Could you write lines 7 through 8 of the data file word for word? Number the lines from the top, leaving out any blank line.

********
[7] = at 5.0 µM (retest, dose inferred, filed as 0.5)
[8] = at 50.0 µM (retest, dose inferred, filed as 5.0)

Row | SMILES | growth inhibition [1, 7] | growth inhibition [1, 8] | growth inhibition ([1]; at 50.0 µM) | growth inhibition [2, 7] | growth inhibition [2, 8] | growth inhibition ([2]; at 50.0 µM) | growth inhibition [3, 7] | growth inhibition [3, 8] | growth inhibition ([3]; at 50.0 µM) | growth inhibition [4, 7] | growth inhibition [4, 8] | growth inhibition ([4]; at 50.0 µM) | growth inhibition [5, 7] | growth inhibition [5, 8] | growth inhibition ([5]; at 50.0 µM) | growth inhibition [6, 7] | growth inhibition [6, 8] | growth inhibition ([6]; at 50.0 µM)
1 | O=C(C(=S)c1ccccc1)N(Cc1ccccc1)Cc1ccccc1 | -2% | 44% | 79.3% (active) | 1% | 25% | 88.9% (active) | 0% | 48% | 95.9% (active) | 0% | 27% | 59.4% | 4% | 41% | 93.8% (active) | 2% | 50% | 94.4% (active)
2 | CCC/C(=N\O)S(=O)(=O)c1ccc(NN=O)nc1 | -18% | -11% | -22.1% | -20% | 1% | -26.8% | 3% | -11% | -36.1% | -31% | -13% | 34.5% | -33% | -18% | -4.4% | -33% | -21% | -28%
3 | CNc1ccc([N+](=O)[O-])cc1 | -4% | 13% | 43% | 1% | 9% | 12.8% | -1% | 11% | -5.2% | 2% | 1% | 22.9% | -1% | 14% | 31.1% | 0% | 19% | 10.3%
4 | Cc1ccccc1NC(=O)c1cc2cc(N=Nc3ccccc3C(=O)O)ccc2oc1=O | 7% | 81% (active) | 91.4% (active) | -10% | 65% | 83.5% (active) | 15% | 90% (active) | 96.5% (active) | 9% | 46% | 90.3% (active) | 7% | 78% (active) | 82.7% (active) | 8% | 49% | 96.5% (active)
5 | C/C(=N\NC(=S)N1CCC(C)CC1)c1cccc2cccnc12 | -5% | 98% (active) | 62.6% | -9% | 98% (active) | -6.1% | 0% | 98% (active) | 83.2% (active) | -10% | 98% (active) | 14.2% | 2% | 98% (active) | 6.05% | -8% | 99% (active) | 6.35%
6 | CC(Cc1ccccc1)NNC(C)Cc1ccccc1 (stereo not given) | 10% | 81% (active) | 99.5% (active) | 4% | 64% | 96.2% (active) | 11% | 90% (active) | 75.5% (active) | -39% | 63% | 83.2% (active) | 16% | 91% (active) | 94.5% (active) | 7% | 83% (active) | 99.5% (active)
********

4 | Cc1ccccc1NC(=O)c1cc2cc(N=Nc3ccccc3C(=O)O)ccc2oc1=O | 7% | 81% (active) | 91.4% (active) | -10% | 65% | 83.5% (active) | 15% | 90% (active) | 96.5% (active) | 9% | 46% | 90.3% (active) | 7% | 78% (active) | 82.7% (active) | 8% | 49% | 96.5% (active)
5 | C/C(=N\NC(=S)N1CCC(C)CC1)c1cccc2cccnc12 | -5% | 98% (active) | 62.6% | -9% | 98% (active) | -6.1% | 0% | 98% (active) | 83.2% (active) | -10% | 98% (active) | 14.2% | 2% | 98% (active) | 6.05% | -8% | 99% (active) | 6.35%